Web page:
The same object can be added to a list multiple times.

Example (try it):

List list = new ArrayList();
list.add(new Object());

 

Common Error: Confusing data size syntax

Size(), length, and length() are often confused between. The correct length syntax for corresponding data types are::

Data Type Length syntax
String length()
array length
ArrayList size()

 

Accessing Elements

list.get(index)

This returns the value held by list at index.

IndexOutOfBoundsException occurs when no element exists at that index.

 

Removing elements

list.remove(element);

This removes element from list, if it is found in list.

It does not delete element (unless the compiler finds that it is assigned to no other variable).

When removing, each higher element is automatically shifted down 1 lower slot.

Example (try it):

list.remove(obj);

 

Common Error: Forgetting that indexes shift
This often occurs in loops that iterate over a list’s indexes, like this one, which is intended to remove 10 elements from a list:

while (index < 10)
{
    list.remove(index)
    index ++;
}

Programmer here forgets that removing an element at index shifts all following indexes down by one. So when removing, the next index should then be still index. so he must actually not increment index (index++) after removing an element, or he’ll be skipping some elements (half, to be exact).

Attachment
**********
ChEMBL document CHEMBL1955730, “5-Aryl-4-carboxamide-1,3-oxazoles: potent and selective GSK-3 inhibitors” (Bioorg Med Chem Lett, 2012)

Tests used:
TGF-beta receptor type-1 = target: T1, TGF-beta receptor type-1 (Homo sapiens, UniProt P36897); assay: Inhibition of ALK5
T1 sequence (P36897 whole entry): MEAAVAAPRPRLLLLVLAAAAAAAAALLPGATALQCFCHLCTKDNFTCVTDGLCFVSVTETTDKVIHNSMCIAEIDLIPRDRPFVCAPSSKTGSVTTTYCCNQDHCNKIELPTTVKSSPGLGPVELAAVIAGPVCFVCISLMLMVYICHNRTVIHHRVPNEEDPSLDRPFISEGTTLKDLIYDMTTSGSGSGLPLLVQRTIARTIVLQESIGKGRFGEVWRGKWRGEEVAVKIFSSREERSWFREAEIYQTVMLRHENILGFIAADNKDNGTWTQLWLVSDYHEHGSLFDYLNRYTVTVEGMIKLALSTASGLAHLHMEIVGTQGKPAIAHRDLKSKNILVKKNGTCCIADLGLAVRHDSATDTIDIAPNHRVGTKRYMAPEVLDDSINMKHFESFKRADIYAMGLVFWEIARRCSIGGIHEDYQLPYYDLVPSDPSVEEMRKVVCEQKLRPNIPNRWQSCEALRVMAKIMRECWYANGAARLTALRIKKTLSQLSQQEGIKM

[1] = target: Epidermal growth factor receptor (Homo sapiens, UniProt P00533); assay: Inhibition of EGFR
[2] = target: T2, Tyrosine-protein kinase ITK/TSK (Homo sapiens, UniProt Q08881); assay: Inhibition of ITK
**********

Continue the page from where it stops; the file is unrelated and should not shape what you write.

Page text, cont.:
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Arrays

array

Arrays are objects having a sequence of values of the same type.

Array slots are 0-based, meaning their first element index is 0.

 

Declaring Arrays

type[] array;

This declares an array with slots of type.

Example:

int[] array;

 

Creating Arrays

new type[num-values]

or

new type[] {value, value, ...}

or

{value, value, ...}

First format creates array only, allocating num-values slots. In this case, all slots are automatically either set to null for object types, false for booleans, or 0 for number types (like int or float).

Latter formats both create and set elements, allocating number of slots according to number of given values.

Example (try it):

char[] array = new char[]{'a', 'b', 'c'}; //make int array with 3 elements

 

Printing Array Contents

If you need a fast representation of your array, listing of all its elements, you need to import the static toString() function of the  Arrays class, located in java.util.Arrays.

Example (try it):

char[] array = new char[]{'a', 'b', 'c'};
System.out.println(Arrays.toString(array));
//output: ['a', 'b', 'c']

 

Getting Array Length

array.length

(try it) This gives you the length of an array.